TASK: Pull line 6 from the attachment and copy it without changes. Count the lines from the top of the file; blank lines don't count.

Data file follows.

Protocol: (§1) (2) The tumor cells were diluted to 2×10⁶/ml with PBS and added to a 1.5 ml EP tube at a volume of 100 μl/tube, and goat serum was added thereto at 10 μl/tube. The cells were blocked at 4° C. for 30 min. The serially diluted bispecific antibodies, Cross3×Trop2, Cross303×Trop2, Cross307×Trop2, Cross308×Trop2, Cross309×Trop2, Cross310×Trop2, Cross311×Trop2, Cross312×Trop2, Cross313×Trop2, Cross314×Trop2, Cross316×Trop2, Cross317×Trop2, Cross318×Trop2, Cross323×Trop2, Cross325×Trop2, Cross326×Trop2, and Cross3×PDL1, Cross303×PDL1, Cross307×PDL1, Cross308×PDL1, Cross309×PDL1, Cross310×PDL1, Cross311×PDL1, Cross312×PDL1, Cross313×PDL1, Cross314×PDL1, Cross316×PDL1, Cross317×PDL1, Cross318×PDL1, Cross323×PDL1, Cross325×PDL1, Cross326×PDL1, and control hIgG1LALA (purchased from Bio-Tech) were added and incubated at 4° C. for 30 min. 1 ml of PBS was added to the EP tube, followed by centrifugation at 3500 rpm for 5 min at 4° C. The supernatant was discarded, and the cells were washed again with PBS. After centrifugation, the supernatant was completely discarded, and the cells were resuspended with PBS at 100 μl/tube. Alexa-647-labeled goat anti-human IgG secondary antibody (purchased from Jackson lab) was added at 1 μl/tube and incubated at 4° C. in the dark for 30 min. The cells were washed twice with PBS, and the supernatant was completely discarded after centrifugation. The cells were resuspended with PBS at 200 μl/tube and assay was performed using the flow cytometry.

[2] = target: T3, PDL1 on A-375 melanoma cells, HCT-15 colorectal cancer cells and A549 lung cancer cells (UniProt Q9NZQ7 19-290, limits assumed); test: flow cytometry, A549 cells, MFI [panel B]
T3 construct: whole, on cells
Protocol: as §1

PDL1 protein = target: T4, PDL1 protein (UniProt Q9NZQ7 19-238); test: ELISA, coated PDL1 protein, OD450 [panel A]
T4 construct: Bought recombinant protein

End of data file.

T4 construct: Bought recombinant protein